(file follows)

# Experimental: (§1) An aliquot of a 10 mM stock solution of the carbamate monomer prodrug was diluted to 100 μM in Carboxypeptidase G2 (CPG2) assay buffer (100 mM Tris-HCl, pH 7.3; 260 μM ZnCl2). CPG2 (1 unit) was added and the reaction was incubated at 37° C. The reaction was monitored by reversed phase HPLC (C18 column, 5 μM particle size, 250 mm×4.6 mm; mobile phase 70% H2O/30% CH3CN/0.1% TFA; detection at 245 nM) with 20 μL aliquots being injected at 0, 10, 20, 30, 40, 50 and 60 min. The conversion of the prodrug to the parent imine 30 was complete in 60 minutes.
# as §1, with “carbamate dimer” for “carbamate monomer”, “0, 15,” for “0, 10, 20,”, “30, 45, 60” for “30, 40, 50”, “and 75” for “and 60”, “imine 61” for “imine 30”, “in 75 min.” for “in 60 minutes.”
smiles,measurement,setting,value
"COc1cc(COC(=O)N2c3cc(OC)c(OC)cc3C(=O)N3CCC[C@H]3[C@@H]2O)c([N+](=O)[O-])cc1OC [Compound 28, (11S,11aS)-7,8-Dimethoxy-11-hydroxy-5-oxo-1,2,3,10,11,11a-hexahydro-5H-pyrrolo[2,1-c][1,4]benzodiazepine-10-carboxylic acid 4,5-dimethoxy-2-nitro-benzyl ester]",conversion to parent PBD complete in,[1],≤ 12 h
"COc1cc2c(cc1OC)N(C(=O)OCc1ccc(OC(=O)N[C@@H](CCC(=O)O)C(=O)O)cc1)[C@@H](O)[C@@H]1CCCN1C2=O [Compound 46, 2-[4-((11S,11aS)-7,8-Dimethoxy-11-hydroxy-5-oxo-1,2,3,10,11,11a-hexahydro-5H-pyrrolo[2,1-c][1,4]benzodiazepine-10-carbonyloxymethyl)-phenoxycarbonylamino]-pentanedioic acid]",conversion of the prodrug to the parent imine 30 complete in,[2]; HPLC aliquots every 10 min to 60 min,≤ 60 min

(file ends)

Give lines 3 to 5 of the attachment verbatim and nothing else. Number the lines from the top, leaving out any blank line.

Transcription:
smiles,measurement,setting,value
"COc1cc(COC(=O)N2c3cc(OC)c(OC)cc3C(=O)N3CCC[C@H]3[C@@H]2O)c([N+](=O)[O-])cc1OC [Compound 28, (11S,11aS)-7,8-Dimethoxy-11-hydroxy-5-oxo-1,2,3,10,11,11a-hexahydro-5H-pyrrolo[2,1-c][1,4]benzodiazepine-10-carboxylic acid 4,5-dimethoxy-2-nitro-benzyl ester]",conversion to parent PBD complete in,[1],≤ 12 h
"COc1cc2c(cc1OC)N(C(=O)OCc1ccc(OC(=O)N[C@@H](CCC(=O)O)C(=O)O)cc1)[C@@H](O)[C@@H]1CCCN1C2=O [Compound 46, 2-[4-((11S,11aS)-7,8-Dimethoxy-11-hydroxy-5-oxo-1,2,3,10,11,11a-hexahydro-5H-pyrrolo[2,1-c][1,4]benzodiazepine-10-carbonyloxymethyl)-phenoxycarbonylamino]-pentanedioic acid]",conversion of the prodrug to the parent imine 30 complete in,[2]; HPLC aliquots every 10 min to 60 min,≤ 60 min